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I had a great time giving a surf writing workshop during the Ubud Writers and Readers Festival. We had a fantastic venue, the co-working space Hubud, just across the road from the Monkey Forest, with its intriguing bamboo construction, gracious staff and warm and friendly vibe. And I was met with a really diverse, interesting and engaged group of participants, diverse in age and ethnicity – Indonesian, German, Swiss, Australian, American – and more women than men. I was impressed how many were media professionals themselves and felt I had as much to learn from them as they did from me, but was heartened that they all seemed to get something out of it. Laura,  a keen and talented freelancer who writes for the LA Times amongst other varied outlets, was especially effusive about the experience and sent me this lovely email after we returned to Australia. They say when you teach something you learn it anew and that was definitely the case this day. Thanks to everyone who took part. There’s already talk of surf writing retreat in Bali next year so stay tuned:


Hey Tim, great to meet you and your wife here in Ubud at the festival. Even better to have been able to participate in your fun and fabulous workshop! Thanks for putting on a thoughtful, insightful program that fostered sharing and learning. I learned heaps (I think only Australians use this word but I fell in love with it when I visited OZ and I look for ways to use it as often as I can, LOL!) about how to get into a story. I enjoyed your examples of getting to know our subject in a variety of ways in order to find a window into an experience or a metaphor that might reveal the heart of the story. This gives me a great way to approach my interviews and articles in order to find their hooks, which means readers are inspired and more sales are made. Patience is key, of course. (I’ve been asking for that for Christmas for the past two years!) The most important thing I want to contribute as a writer is adding something new and unique to the conversation and you have given tools to do just that! Thank you 🙂 I practiced the technique just this week during an interview I did with Emmanuela Shinta with the hopes of exposing her story to a larger audience. At her peril, she’s trying to save her homeland from exploitation and human rights violations by the relatively unregulated Palm Oil industry. The nineteen year wildfire that continues to destroy her island of Kalimantan breaks my heart.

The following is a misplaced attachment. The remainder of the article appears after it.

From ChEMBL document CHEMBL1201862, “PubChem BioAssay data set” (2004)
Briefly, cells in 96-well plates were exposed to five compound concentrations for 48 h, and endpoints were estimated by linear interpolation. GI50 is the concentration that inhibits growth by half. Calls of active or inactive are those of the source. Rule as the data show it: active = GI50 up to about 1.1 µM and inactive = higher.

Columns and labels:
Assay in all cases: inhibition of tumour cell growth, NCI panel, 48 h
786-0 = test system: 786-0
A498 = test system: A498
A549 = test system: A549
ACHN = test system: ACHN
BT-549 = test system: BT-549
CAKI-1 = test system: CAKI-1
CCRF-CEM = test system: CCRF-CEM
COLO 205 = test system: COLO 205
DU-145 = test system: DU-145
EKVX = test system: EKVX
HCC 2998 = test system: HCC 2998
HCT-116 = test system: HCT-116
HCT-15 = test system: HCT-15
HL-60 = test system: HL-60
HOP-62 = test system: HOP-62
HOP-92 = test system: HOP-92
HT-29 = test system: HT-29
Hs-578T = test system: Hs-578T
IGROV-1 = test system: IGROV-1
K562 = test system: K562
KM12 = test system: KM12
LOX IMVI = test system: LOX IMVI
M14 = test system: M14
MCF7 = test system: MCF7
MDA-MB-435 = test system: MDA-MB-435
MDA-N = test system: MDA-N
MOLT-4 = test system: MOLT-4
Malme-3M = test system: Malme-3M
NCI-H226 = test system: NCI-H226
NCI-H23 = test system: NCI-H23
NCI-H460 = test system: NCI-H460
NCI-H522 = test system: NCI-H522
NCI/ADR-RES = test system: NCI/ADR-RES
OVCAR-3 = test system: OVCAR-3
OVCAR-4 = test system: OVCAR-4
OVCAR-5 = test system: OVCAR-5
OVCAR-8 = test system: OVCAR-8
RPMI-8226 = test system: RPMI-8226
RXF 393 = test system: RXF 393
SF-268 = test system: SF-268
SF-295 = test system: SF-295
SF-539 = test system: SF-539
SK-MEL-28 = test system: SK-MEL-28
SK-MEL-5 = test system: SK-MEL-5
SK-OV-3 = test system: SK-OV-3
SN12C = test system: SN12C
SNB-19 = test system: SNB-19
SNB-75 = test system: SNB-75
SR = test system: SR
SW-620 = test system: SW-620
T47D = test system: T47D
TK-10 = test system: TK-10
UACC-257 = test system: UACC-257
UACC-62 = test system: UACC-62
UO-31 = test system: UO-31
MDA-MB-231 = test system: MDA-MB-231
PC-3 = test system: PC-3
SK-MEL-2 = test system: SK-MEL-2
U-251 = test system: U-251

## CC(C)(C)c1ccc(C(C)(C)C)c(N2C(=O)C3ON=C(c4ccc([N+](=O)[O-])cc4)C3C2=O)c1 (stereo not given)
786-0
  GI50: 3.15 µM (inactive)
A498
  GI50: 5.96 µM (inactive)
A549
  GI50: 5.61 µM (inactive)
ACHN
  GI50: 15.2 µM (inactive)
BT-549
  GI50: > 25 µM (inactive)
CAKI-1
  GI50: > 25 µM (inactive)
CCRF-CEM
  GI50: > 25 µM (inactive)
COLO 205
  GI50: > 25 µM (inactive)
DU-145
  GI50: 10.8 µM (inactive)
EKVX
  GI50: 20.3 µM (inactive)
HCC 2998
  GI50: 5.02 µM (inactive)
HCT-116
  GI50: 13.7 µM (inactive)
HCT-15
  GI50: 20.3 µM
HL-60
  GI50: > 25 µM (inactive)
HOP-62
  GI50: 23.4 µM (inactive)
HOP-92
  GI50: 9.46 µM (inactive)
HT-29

On a lighter note, I think I wrote funny the other day! YAYYYY! (Have I overused the exclamation point? Because I can’t use them at work and tend to go overboard in emails and messages and stuff, forgive me!) Anyhoo, maybe I’ve broken the trend. The article is about one moment that changed my life for a Glamour magazine competition and I really appreciate the advise you gave about self-depreciating humor. I love the question someone asked about how to not sound like a narcissist. I mean the article wanted a first-person piece, obviously, but sometimes when I write travel or personal essays (which the client definitely wants) there is this precarious line I walk were I can sound like I am “oh, so important” or “have all the answers,” etc. Things that put me off as a reader. Great writing is about exploring a subject with the reader. Going forward, I will imagine them laughing, hopefully for all the right reasons, as they read my work.

Hee-hee. So thanks for up-ing my funny. Somehow after I walked out of your workshop I thought I might be able to pull it off.

Photo by Alison Brown/Ubud Writers and Readers Festival

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